The term “renal-related” is a much broader term than either of the other terms used, and may apply to a wide array of items or services for a patient with any renal condition that may have nothing to do with ESRD. To a lesser extent but still noteworthy, “ESRD-related” is broader than “furnished for the treatment of ESRD” because one can imagine that almost any pathologic derangement that is found to be slightly more prevalent in ESRD patients (e.g. low testosterone) could conceivably be “related to ESRD,” albeit very loosely so. However, conventional views do not dictate that treatment for “low testosterone” with supplemental hormone is treatment that is “furnished for the treatment of ESRD” per se.

Concerns about Post Payment Audit Liability

The dialysis facility’s contracted clinical laboratory is the entity that submits claims to Medicare for laboratory tests outside of the bundle, thus, the laboratory is essentially put at risk for claim denials and post payment audit liability for differences in opinion (auditor v. practitioner) about whether a particular test should be broadly or narrowly viewed as being “ESRD-related.” This is an untenable position for the laboratory, which is why the industry argued in its comments on the initial ESRD Proposed Rule – a position with which CMS agreed – for the certainty of a definitive list of laboratory tests that are included in the ESRD PPS.

While it is relatively easy to identify situations where tests included on the lab list tests may be ordered for reasons unrelated to the treatment of ESRD, that distinction can be much more difficult to make, in some cases, for other tests outside of the bundle. For these latter tests – that is, the tests not included on a defined lab list – whether they could be viewed in any given case as being “related to” the treatment of ESRD is a question that can be answered either broadly or narrowly.

Additional/Revisions to Lab Tests in the ESRD PPS

CMS also indicates that it will “monitor claims to see if additional laboratory tests should be added” to the lab test list.12 The frequency of lab test orders is not the sole determinant of whether a test is “furnished for the treatment of ESRD.” A number of lab tests that are commonly performed for ESRD beneficiaries are ordered to monitor and treat clinical conditions that are unrelated to ESRD. Such tests were properly and, apparently intentionally, excluded by CMS from the Table F lab list in the first ESRD PPS Final Rule. As a more reasonable approach, ACLA recommends that CMS implement a process for periodic review of current nephrology clinical practices to determine whether it is appropriate to amend the lab tests included in the ESRD PPS, adjust reimbursement appropriately, and propose any changes through notice and comment rulemaking. This process should include input from various stakeholders with expertise in standards of clinical care for ESRD beneficiaries.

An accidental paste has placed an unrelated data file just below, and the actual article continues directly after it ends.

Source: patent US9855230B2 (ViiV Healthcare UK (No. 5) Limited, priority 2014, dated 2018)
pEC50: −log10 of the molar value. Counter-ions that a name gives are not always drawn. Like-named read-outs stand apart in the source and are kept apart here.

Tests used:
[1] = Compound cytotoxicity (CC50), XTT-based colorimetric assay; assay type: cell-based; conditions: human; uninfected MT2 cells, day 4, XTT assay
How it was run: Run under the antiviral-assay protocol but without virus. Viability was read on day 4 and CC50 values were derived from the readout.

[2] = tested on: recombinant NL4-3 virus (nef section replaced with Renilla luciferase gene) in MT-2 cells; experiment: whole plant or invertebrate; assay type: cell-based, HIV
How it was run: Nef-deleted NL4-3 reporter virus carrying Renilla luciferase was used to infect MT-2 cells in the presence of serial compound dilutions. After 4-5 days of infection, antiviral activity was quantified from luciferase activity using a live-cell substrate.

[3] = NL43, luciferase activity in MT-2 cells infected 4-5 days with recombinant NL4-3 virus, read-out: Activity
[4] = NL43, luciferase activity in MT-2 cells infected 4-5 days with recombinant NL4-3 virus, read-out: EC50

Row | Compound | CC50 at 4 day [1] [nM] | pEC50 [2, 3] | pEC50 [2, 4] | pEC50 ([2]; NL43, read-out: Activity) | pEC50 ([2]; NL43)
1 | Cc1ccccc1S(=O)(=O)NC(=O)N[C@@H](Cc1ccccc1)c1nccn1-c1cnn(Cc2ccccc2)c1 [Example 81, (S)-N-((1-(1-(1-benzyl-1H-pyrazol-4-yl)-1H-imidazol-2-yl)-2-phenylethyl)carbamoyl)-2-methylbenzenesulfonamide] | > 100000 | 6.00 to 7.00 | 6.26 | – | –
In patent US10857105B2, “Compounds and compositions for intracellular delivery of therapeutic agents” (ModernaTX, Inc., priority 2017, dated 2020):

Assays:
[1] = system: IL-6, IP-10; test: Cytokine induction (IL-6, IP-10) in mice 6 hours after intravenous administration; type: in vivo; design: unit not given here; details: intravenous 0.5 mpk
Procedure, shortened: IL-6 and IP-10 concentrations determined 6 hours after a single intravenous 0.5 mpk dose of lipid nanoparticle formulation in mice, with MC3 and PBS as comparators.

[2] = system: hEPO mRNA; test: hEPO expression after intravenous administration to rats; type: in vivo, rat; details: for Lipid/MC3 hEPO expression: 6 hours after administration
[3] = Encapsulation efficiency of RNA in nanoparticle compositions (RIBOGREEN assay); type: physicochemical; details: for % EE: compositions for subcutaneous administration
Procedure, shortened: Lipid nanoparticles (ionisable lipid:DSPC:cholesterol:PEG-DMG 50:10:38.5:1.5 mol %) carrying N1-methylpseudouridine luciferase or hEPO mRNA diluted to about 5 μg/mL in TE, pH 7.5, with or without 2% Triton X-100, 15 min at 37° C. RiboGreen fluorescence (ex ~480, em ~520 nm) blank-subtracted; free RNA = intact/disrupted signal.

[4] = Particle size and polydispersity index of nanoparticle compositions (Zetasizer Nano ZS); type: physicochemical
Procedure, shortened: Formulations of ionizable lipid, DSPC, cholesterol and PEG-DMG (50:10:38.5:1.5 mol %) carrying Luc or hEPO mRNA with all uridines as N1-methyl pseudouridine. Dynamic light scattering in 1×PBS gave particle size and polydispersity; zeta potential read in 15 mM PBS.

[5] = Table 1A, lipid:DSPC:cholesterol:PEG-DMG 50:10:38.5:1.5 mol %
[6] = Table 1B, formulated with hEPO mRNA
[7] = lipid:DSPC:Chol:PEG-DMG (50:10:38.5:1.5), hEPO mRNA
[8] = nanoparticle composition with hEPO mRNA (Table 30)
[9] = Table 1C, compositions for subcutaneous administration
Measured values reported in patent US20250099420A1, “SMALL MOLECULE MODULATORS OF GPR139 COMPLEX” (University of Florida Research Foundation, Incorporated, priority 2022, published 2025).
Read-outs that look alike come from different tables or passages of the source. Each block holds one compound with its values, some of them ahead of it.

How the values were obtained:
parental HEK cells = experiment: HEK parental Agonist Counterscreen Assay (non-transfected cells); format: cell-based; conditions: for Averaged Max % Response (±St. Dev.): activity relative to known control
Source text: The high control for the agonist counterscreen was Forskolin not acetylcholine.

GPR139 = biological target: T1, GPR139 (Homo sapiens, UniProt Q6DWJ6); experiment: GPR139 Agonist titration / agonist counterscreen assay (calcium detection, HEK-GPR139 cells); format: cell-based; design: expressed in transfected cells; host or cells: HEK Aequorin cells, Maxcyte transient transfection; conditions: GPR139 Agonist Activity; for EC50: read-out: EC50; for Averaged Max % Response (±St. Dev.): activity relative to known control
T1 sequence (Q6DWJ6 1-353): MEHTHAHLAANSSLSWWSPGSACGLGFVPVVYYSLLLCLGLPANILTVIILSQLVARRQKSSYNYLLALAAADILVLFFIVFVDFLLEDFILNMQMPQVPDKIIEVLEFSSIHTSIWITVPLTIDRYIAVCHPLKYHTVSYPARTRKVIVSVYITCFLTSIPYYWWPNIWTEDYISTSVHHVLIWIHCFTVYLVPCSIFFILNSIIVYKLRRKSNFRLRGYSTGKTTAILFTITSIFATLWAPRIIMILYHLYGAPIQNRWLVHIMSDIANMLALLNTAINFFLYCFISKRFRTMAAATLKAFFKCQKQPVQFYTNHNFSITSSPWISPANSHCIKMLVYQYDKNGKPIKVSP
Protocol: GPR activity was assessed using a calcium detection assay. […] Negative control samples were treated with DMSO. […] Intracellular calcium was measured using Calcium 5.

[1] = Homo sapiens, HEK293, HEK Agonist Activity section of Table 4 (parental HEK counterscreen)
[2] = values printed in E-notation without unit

ACLA strongly urges CMS to take the following actions:

Clarify that the only clinical laboratory tests included in the ESRD PPS are those CPT codes listed on the list of “Labs Subject to ESRD Consolidated Billing”;

  • Implement a periodic review process that includes various stakeholders to evaluate current standards of clinical care for ESRD beneficiaries, including new lab tests that may be determined to be furnished for the treatment of ESRD;
  •  Consistent with requirements under the Administrative Procedure Act, follow notice and comment rulemaking procedures when seeking to issue changes or additions to items and services in the ESRD PPS;
  • Remove uncertainty and requirements for ordering practitioners to determine on a test- by-test basis what is considered to be furnished for the treatment of ESRD, and revise guidance documents accordingly; and
  •   Revise manual guidance to be consistent with the statutory requirement that clinical laboratory tests in the ESRD PPS are “furnished for the treatment of ESRD,” and eliminate terms such as “ESRD-related” and “renal-related”ConclusionACLA urges CMS to remove any uncertainty regarding tests included in the ESRD PPS by confirming that only those CPT codes listed in the list of Labs Subject to ESRD Consolidated Billing are included in the ESRD PPS bundle. Any additional tests determined through review of current nephrology clinical practices that are furnished for the treatment of ESRD should be subject to notice and proposed rulemaking and not left to the determination of individual ordering providers. We would like to meet with you to discuss our concerns in more detail and will be following up with your office on this request.

 

Sincerely,JoAnne Glisson
Senior Vice President